Hurricanes hit home for LU students

Cory Robertson

While many Lawrentians enjoyed a placid or even boring end to summer vacation, those in Jamaica and Florida found themselves under the threat of natural disaster. Hurricane Charley, a Category 4 hurricane on a 1-5 scale, hit Florida in mid-August and was followed by the slightly milder Hurricanes Frances and Ivan in early September. When Hurricane Ivan hit Jamaica, however, it rose to Category 5, earning the well-deserved nickname “Ivan the Terrible.” Both Jamaica and Florida will undergo extensive restoration efforts in an attempt to recover from the devastation of this summer’s hurricanes.

Sophomore Megan Allen arrived in Miami to visit a fellow Lawrentian the day before Frances hit. Houses were already boarded up, she said, and everyone was panicking because news reports predicted the hurricane would be deadly. Although the hurricane did not hit as hard as expected, power outages and shortages of gasoline and water were prevalent. Not surprisingly, Allen’s visit was not quite what she had been planning. “We sat around in [junior George Barrios’] apartment with his family and tried to keep ourselves sane.”

Junior Jeff Lindholm’s experience with Hurricane Frances was dramatic, though not life-threatening. At his house in Fort Myers, Fla., Lindholm reported that “when the wind ripped across the walls, it sounded like our house was sticking its head out of a fast-moving car.” In his backyard, trees snapped and blew over and shingles were torn off the roof. In other areas, Lindholm said, “smaller mobile homes disintegrated under Charley’s wrath.” Hurricane-related casualties, however, were relatively light.

Juniors Dominique Ritch and Jonathan Swire of Kingston, Jamaica were well aware of the national as well as personal effects of Hurricane Ivan. After Ivan hit Grenada and Haiti, Jamaicans began stockpiling food, batteries, and other hurricane shelter supplies. Supermarkets sold out, Ritch said, and there were long lines everywhere.

Swire and his family ate non-perishable goods such as sardines and mackerel when the electricity went out and water was not available everywhere. Swire said that when electricity was restored and his family was finally able to watch the news on television, they were amazed at the images they saw, such as an entire half of a house that had fallen down.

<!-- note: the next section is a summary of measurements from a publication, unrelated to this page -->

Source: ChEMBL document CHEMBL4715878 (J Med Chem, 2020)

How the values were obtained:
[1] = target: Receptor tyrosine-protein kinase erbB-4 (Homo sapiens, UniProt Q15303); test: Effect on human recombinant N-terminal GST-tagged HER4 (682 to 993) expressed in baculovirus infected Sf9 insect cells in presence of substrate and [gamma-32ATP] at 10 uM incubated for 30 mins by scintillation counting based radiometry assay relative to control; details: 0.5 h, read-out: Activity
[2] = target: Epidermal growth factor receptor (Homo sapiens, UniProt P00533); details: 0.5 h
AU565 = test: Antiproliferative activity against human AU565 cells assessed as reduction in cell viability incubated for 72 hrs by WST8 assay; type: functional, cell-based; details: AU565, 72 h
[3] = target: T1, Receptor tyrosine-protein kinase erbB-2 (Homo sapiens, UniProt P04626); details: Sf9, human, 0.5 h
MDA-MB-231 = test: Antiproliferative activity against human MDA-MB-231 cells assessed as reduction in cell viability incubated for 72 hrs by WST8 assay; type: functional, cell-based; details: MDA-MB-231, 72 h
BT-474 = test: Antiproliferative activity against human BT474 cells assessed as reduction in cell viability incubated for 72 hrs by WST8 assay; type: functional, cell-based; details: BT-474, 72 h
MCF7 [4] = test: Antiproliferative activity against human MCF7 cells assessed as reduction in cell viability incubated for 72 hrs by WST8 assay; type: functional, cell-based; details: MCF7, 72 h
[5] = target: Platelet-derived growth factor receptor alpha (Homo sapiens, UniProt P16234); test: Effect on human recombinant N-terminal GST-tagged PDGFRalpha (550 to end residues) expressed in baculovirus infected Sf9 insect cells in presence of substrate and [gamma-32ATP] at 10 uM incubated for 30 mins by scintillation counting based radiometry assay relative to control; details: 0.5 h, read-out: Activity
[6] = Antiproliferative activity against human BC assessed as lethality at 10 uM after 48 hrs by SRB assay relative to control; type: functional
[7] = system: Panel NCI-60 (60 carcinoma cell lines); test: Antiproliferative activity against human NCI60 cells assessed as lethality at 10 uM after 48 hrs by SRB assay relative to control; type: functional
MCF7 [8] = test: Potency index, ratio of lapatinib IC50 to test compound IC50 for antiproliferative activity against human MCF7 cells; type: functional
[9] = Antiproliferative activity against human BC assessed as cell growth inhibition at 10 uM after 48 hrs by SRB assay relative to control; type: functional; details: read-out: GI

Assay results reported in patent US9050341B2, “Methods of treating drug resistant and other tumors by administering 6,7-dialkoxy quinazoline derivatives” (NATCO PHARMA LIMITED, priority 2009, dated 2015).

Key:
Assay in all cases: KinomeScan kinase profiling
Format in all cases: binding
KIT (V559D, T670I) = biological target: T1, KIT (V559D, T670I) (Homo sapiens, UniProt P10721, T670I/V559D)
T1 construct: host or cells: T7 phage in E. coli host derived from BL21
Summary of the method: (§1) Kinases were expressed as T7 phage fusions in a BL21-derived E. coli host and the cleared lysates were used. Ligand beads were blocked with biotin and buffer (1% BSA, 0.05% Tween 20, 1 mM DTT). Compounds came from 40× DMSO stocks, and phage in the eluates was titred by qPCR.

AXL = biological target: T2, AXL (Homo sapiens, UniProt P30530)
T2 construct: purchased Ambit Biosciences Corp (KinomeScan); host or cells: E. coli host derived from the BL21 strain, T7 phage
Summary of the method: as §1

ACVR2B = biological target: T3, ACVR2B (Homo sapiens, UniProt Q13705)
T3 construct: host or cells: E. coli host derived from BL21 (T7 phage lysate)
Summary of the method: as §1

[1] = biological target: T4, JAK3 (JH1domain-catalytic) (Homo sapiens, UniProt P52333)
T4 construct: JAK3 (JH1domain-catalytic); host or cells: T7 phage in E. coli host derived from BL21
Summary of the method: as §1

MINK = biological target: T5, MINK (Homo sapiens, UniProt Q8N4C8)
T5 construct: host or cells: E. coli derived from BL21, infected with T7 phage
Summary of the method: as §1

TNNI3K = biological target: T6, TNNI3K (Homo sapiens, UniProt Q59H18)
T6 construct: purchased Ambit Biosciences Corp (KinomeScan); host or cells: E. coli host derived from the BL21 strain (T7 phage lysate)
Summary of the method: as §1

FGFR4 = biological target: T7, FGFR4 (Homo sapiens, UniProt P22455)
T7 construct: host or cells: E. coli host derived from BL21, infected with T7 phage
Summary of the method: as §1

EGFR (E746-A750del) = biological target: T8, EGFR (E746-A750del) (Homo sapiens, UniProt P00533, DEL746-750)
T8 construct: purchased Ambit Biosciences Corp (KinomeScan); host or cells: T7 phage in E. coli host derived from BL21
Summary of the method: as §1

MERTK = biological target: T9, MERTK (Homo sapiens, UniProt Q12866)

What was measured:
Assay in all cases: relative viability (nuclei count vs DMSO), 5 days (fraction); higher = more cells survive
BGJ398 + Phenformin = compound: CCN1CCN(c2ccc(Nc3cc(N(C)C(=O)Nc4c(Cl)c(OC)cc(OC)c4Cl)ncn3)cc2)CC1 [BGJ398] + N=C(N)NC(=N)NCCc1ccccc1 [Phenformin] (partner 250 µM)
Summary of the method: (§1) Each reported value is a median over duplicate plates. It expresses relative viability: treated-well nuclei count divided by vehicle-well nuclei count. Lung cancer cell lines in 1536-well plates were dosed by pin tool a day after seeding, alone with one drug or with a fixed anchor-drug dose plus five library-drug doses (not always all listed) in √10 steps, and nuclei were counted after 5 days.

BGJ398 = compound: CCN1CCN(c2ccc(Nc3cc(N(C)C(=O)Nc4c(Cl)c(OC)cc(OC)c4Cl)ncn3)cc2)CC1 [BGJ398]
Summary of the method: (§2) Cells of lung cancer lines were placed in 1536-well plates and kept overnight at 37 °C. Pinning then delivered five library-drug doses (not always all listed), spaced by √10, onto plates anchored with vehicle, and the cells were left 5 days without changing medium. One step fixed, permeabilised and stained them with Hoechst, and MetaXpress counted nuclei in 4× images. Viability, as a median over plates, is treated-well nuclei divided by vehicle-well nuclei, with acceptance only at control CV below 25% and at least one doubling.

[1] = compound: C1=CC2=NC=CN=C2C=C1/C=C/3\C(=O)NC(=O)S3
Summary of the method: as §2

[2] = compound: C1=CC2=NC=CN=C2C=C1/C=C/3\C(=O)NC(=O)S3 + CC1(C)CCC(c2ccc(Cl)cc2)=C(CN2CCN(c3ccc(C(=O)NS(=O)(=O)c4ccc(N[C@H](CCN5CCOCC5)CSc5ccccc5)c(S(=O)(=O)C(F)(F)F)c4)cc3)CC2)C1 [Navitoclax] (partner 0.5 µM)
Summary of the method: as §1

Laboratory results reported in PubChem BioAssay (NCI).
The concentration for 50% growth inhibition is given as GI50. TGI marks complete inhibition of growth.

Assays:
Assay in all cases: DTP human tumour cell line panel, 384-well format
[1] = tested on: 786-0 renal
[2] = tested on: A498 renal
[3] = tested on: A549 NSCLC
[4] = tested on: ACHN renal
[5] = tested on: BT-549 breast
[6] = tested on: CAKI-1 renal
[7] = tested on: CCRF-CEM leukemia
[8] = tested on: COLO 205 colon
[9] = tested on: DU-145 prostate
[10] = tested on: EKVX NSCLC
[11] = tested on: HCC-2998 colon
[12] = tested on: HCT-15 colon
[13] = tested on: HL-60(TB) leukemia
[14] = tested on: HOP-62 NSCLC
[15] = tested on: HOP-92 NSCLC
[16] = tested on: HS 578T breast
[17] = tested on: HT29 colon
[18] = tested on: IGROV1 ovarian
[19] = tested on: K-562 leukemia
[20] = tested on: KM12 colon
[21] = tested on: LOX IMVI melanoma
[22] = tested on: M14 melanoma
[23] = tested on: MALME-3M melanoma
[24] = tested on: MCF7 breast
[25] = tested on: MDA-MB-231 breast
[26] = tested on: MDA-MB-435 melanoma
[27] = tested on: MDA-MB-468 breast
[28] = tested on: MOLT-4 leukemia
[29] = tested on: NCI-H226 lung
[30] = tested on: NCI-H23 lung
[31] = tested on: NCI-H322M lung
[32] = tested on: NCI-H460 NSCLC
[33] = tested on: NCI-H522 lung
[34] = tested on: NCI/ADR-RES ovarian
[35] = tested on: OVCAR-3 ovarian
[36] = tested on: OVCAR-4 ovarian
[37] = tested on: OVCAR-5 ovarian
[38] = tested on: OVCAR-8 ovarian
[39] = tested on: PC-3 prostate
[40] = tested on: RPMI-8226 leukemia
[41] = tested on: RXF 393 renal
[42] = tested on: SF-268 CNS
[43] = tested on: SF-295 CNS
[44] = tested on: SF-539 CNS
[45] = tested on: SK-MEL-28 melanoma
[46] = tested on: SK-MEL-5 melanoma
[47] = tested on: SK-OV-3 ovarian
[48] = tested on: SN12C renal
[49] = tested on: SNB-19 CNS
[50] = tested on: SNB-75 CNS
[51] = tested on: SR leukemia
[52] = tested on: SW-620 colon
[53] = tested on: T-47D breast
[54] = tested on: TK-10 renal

Luckily, the eye of the hurricane never hit Kingston, although the area was still hit at the Category 3 level. Ritch said the garage port on his house and a couple of trees were taken down by the hurricane, but much graver results were experienced elsewhere, including loss of life and total destruction of homes. Near the southernmost tip of the island houses were flattened to the ground.

Ivan hit Jamaica just before fall term began here at Lawrence, so Swire and Ritch were fortunate their travel plans worked out. The airport, however, was backed up for four days, Swire said. Many passengers were still waiting who had been scheduled for departure in previous days. Swire met one woman based in New York and Florida who, after extensive delays, was willing to board almost any plane, regardless of destination.

Although Swire and Ritch stress that the hurricane could have been much worse, they are highly aware of the setbacks it will cause their country. Swire points out that while Florida was also impacted by the hurricanes, it is one state in a large country and thus possesses a vast network of support. Jamaica, on the other hand, is truly an island unto itself; it is a small country that has only its own resources to rely upon.

The exchange rate between the U.S. and Jamaica will drop significantly, making Lawrence tuition harder for Jamaican students to pay. “It’s going to be much more difficult to keep us here,” said Swire. Not to mention the effects on Jamaica itself – businesses will suffer and foreign investment will be lost because of the monetary strain of reconstruction. As Ritch said, at this point “(people) are not concerned with wants, but with needs.”

This particular state of events is detrimental to Jamaica. As Swire pointed out, Jamaica’s two key industries are tourism and agriculture. With the government orders for all U.S. national citizens to leave the country and no one to enter, and the amount of crops lost in the hurricane, it is obvious that both industries will suffer.

Swire and Ritch, however, appreciate the level of recovery their country has been able to accomplish. “We’re just keeping faith,” Swire said. “Just hoping nothing else happens.